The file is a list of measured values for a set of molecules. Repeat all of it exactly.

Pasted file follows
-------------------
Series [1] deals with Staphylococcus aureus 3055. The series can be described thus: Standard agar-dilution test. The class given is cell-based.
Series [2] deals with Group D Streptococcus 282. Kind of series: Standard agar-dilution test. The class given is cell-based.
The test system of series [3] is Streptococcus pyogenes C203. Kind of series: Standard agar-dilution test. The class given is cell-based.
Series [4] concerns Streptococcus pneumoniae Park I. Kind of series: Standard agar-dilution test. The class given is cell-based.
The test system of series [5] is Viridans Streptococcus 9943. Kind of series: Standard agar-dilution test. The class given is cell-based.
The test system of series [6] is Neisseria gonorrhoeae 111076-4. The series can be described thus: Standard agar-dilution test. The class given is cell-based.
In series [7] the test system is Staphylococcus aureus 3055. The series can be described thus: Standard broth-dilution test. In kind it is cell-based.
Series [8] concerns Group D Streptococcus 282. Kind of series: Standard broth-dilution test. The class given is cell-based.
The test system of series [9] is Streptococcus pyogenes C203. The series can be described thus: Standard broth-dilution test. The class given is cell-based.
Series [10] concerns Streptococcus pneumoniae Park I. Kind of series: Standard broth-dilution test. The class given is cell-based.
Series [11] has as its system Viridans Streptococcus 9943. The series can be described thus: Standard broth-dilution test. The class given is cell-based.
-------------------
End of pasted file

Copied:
Series [1] deals with Staphylococcus aureus 3055. The series can be described thus: Standard agar-dilution test. The class given is cell-based.
Series [2] deals with Group D Streptococcus 282. Kind of series: Standard agar-dilution test. The class given is cell-based.
The test system of series [3] is Streptococcus pyogenes C203. Kind of series: Standard agar-dilution test. The class given is cell-based.
Series [4] concerns Streptococcus pneumoniae Park I. Kind of series: Standard agar-dilution test. The class given is cell-based.
The test system of series [5] is Viridans Streptococcus 9943. Kind of series: Standard agar-dilution test. The class given is cell-based.
The test system of series [6] is Neisseria gonorrhoeae 111076-4. The series can be described thus: Standard agar-dilution test. The class given is cell-based.
In series [7] the test system is Staphylococcus aureus 3055. The series can be described thus: Standard broth-dilution test. In kind it is cell-based.
Series [8] concerns Group D Streptococcus 282. Kind of series: Standard broth-dilution test. The class given is cell-based.
The test system of series [9] is Streptococcus pyogenes C203. The series can be described thus: Standard broth-dilution test. The class given is cell-based.
Series [10] concerns Streptococcus pneumoniae Park I. Kind of series: Standard broth-dilution test. The class given is cell-based.
Series [11] has as its system Viridans Streptococcus 9943. The series can be described thus: Standard broth-dilution test. The class given is cell-based.